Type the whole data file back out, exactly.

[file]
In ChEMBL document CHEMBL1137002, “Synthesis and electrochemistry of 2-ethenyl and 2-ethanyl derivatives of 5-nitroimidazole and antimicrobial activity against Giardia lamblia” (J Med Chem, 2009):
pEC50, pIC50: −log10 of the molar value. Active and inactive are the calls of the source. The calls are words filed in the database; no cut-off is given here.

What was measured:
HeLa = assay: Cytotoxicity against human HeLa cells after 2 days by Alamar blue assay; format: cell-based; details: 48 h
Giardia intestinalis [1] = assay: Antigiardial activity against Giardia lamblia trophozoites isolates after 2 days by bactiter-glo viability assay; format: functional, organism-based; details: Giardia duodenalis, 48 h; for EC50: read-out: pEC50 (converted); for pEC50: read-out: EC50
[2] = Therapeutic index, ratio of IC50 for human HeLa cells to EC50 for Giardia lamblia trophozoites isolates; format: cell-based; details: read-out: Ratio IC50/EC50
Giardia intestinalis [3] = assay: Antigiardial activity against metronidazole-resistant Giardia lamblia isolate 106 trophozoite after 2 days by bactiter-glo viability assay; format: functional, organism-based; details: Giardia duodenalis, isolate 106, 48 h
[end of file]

In ChEMBL document CHEMBL1137002, “Synthesis and electrochemistry of 2-ethenyl and 2-ethanyl derivatives of 5-nitroimidazole and antimicrobial activity against Giardia lamblia” (J Med Chem, 2009):
pEC50, pIC50: −log10 of the molar value. Active and inactive are the calls of the source. The calls are words filed in the database; no cut-off is given here.

What was measured:
HeLa = assay: Cytotoxicity against human HeLa cells after 2 days by Alamar blue assay; format: cell-based; details: 48 h
Giardia intestinalis [1] = assay: Antigiardial activity against Giardia lamblia trophozoites isolates after 2 days by bactiter-glo viability assay; format: functional, organism-based; details: Giardia duodenalis, 48 h; for EC50: read-out: pEC50 (converted); for pEC50: read-out: EC50
[2] = Therapeutic index, ratio of IC50 for human HeLa cells to EC50 for Giardia lamblia trophozoites isolates; format: cell-based; details: read-out: Ratio IC50/EC50
Giardia intestinalis [3] = assay: Antigiardial activity against metronidazole-resistant Giardia lamblia isolate 106 trophozoite after 2 days by bactiter-glo viability assay; format: functional, organism-based; details: Giardia duodenalis, isolate 106, 48 h